Review by Thomas Gregory
It should come as no one’s surprise that, in the leadup to the Melbourne International Comedy Festival, our city would start to see some fantastic shows pop up. The Saboteur is one such show, offering a night of improv with a vicious twist for both audiences and performers.
You see, in the vein of Among Us, The Mole, and Werewolf before it, Jim Fishwick’s The Saboteur is a game of loyalty… and one of the five improvisers on stage is anything but loyal.
As far as improv comedy, each scene is a stock-standard affair for the seasoned performers on stage. “Do a scene from this period”, “death in a minute”, and the modern classic “do a TED talk” all appear and are performed with great laughter. However, each comedian on stage has to be better than most because one of them is actively making things difficult. “Yes And” goes out the window for the saboteur as they find subtle ways to trip up their co-stars without ruining the show for everyone.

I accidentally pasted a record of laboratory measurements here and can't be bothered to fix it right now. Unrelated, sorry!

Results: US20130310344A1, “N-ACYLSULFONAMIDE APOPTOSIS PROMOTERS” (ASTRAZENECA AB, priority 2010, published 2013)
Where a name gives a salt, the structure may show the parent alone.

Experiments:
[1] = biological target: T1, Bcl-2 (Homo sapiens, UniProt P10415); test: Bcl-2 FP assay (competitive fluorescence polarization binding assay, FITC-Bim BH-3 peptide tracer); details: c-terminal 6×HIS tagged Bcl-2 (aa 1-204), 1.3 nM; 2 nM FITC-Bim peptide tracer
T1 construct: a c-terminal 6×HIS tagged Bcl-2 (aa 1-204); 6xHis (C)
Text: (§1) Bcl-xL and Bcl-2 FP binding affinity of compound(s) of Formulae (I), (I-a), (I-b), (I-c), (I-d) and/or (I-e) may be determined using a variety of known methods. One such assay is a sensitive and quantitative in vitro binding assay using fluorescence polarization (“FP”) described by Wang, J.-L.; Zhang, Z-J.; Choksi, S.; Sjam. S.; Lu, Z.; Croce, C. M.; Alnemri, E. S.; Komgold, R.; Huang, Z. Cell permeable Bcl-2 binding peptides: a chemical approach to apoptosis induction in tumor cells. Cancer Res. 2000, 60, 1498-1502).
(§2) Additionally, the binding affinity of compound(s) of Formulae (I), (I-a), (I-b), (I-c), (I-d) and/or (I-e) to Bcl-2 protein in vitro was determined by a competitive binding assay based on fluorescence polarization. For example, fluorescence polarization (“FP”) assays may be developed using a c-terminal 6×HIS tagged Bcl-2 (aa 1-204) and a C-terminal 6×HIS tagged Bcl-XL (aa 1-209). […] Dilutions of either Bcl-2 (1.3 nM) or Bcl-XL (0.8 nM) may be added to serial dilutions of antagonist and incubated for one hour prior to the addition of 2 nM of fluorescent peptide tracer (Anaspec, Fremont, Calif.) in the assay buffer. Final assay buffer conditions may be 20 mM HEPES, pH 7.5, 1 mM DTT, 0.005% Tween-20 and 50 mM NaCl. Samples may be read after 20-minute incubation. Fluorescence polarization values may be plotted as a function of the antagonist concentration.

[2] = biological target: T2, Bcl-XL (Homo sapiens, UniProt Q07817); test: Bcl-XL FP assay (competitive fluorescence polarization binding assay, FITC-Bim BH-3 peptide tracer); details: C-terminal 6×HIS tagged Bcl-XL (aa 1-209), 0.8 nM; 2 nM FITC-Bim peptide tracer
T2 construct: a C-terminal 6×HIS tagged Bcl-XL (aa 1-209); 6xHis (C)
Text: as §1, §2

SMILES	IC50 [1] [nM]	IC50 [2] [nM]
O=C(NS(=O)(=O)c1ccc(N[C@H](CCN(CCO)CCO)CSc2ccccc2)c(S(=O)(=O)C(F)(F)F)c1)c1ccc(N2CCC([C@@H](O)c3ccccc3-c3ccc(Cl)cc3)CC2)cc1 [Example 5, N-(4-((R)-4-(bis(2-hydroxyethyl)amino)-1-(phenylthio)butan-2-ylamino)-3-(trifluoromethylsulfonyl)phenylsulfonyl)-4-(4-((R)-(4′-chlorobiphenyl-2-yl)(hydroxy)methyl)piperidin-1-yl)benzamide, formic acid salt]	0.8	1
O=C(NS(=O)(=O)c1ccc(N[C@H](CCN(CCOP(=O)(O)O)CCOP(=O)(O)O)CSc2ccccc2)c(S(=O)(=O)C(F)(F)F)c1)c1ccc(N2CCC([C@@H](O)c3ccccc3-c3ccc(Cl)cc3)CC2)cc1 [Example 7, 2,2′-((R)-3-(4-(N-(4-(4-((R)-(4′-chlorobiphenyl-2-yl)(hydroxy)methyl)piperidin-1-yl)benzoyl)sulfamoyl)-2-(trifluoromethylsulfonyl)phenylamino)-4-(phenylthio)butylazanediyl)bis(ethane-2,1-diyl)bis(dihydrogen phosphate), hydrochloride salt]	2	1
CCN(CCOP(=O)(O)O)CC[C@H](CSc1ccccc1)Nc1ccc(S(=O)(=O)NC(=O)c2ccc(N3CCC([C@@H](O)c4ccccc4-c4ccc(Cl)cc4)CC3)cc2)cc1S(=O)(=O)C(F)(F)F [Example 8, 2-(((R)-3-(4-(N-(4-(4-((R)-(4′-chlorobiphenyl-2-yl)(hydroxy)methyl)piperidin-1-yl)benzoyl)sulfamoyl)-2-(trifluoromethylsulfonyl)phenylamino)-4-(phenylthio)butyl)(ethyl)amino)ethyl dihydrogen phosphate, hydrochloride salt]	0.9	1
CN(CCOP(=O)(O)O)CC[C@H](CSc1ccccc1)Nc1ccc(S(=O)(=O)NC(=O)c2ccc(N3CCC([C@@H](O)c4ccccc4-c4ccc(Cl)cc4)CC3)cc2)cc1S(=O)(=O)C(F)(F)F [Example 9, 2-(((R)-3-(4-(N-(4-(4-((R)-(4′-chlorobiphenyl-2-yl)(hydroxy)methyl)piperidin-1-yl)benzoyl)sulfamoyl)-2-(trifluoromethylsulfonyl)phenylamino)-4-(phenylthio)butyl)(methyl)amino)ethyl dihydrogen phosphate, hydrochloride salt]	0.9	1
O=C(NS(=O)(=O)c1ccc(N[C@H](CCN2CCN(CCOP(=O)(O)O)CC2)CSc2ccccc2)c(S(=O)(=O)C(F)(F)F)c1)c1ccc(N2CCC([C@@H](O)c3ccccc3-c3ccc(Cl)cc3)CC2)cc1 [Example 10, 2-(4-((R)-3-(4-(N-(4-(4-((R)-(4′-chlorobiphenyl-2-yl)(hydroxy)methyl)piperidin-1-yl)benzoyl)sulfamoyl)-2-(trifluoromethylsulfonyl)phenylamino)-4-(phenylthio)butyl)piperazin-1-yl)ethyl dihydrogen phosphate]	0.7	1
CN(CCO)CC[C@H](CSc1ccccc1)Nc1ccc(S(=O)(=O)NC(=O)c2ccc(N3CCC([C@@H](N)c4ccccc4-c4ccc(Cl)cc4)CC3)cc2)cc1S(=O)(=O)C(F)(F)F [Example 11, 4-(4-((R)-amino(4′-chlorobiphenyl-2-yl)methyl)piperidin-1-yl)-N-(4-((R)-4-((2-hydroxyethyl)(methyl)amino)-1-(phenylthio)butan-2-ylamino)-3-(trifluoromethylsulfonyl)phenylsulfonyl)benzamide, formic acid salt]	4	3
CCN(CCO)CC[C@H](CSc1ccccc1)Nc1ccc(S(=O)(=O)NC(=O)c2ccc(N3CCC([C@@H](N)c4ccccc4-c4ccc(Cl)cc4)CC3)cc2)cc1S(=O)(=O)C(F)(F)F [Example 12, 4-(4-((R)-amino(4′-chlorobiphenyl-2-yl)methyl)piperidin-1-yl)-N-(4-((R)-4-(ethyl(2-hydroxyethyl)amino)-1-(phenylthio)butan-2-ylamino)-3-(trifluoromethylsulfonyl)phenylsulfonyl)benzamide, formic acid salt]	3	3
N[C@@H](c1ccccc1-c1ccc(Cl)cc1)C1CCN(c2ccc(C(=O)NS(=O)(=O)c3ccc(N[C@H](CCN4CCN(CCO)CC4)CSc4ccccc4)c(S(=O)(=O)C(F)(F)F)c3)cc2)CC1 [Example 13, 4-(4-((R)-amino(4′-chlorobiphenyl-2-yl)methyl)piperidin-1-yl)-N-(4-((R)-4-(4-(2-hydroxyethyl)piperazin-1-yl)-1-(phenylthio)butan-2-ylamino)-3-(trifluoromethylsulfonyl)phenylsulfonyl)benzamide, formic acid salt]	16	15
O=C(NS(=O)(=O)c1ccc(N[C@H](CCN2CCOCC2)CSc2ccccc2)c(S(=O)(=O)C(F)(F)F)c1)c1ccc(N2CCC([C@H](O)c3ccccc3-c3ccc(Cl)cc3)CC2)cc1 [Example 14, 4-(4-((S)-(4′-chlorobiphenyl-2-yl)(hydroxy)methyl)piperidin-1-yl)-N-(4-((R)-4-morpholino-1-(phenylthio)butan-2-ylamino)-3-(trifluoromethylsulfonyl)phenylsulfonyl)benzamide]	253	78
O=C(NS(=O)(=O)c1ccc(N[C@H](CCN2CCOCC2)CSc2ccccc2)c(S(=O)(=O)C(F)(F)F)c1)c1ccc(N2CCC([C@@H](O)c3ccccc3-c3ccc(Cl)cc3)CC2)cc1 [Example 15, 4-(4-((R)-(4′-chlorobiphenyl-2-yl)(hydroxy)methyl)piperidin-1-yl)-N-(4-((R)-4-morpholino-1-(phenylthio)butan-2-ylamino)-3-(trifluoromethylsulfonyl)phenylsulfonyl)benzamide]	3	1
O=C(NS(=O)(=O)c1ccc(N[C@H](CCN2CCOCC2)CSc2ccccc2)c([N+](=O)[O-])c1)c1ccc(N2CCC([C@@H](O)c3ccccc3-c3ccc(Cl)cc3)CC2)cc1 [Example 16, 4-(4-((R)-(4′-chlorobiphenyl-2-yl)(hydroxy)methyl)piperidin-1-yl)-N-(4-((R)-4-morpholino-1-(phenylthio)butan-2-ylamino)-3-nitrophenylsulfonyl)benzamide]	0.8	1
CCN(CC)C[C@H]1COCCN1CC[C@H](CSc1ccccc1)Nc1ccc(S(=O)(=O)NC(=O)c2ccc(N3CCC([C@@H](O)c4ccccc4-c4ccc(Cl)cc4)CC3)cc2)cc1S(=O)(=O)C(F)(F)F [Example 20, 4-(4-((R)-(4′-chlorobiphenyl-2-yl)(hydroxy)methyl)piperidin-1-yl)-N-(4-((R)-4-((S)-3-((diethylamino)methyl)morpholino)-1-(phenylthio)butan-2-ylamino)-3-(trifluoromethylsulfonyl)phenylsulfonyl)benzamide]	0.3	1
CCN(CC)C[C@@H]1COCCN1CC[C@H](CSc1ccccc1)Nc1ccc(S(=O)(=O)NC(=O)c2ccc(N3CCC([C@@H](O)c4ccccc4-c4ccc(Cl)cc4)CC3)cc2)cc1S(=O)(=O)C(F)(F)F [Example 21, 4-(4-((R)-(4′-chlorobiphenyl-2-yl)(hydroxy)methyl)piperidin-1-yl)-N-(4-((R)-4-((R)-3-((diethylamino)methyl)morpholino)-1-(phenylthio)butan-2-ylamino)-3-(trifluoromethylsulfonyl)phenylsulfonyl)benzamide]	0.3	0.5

While it would be unconstructive to discuss individual actors, as the cast changes every night, it can be assured that each and everyone is brilliant. The saboteur cannot pretend they are bad at improv because no one on stage is. If anything, this may be the show’s one and only weakness - despite being as subtle as possible, the uncooperative player stands out. When audience members were surveyed last night to see who the traitor was, over half of us were confident in the first ten minutes, and 80% of us were confident by the end.
While this gimmick, which adds an extra twist to an old standard, should be applauded, it should not overshadow the fact that this was also a solid night of comedy. Each performer was a compelling character to enjoy as they morphed into well-understood and well-lampooned stereotypes. Tropes would be subverted regularly, and only one small scene was not responded to with loud laughter. One special mention should be given to the “write a song” scene that never got to the part where they wrote the song and the oft-called-back “three strikes” joke that was hilarious without ever becoming a crutch for the troupe to lean upon.
It’s difficult to say much about improv performance, especially with a rotation cast. Improv is either clunky and embarrassing or one of those smooth productions where you struggle to believe it isn’t scripted. The Saboteur falls directly into the latter category and is not a night to be missed. Unfortunately, it is only on until Saturday, so I would hurry to get tickets before you miss out. Otherwise, this fun little show might be just the excuse needed to catch it in Sydney on 26 April as part of that little town’s own comedy festival.